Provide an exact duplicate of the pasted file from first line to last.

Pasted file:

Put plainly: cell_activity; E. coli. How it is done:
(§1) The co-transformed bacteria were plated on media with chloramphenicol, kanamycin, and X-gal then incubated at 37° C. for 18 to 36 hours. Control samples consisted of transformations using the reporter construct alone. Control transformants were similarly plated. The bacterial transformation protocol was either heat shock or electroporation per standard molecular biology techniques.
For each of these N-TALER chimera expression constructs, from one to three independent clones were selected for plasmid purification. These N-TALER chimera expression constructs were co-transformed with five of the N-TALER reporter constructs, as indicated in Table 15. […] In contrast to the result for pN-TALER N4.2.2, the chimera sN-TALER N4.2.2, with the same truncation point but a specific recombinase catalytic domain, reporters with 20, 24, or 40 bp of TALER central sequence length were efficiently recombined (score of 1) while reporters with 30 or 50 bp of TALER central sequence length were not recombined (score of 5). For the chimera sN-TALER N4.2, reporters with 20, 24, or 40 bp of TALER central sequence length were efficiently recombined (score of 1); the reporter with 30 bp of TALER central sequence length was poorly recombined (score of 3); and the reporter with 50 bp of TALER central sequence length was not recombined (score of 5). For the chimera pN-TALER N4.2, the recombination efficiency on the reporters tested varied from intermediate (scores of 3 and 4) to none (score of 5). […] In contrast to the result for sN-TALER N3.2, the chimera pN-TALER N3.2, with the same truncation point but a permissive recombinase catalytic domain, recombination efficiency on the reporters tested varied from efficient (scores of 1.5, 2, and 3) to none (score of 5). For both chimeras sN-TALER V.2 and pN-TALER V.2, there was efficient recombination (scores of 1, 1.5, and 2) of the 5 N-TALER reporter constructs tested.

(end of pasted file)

Put plainly: cell_activity; E. coli. How it is done:
(§1) The co-transformed bacteria were plated on media with chloramphenicol, kanamycin, and X-gal then incubated at 37° C. for 18 to 36 hours. Control samples consisted of transformations using the reporter construct alone. Control transformants were similarly plated. The bacterial transformation protocol was either heat shock or electroporation per standard molecular biology techniques.
For each of these N-TALER chimera expression constructs, from one to three independent clones were selected for plasmid purification. These N-TALER chimera expression constructs were co-transformed with five of the N-TALER reporter constructs, as indicated in Table 15. […] In contrast to the result for pN-TALER N4.2.2, the chimera sN-TALER N4.2.2, with the same truncation point but a specific recombinase catalytic domain, reporters with 20, 24, or 40 bp of TALER central sequence length were efficiently recombined (score of 1) while reporters with 30 or 50 bp of TALER central sequence length were not recombined (score of 5). For the chimera sN-TALER N4.2, reporters with 20, 24, or 40 bp of TALER central sequence length were efficiently recombined (score of 1); the reporter with 30 bp of TALER central sequence length was poorly recombined (score of 3); and the reporter with 50 bp of TALER central sequence length was not recombined (score of 5). For the chimera pN-TALER N4.2, the recombination efficiency on the reporters tested varied from intermediate (scores of 3 and 4) to none (score of 5). […] In contrast to the result for sN-TALER N3.2, the chimera pN-TALER N3.2, with the same truncation point but a permissive recombinase catalytic domain, recombination efficiency on the reporters tested varied from efficient (scores of 1.5, 2, and 3) to none (score of 5). For both chimeras sN-TALER V.2 and pN-TALER V.2, there was efficient recombination (scores of 1, 1.5, and 2) of the 5 N-TALER reporter constructs tested.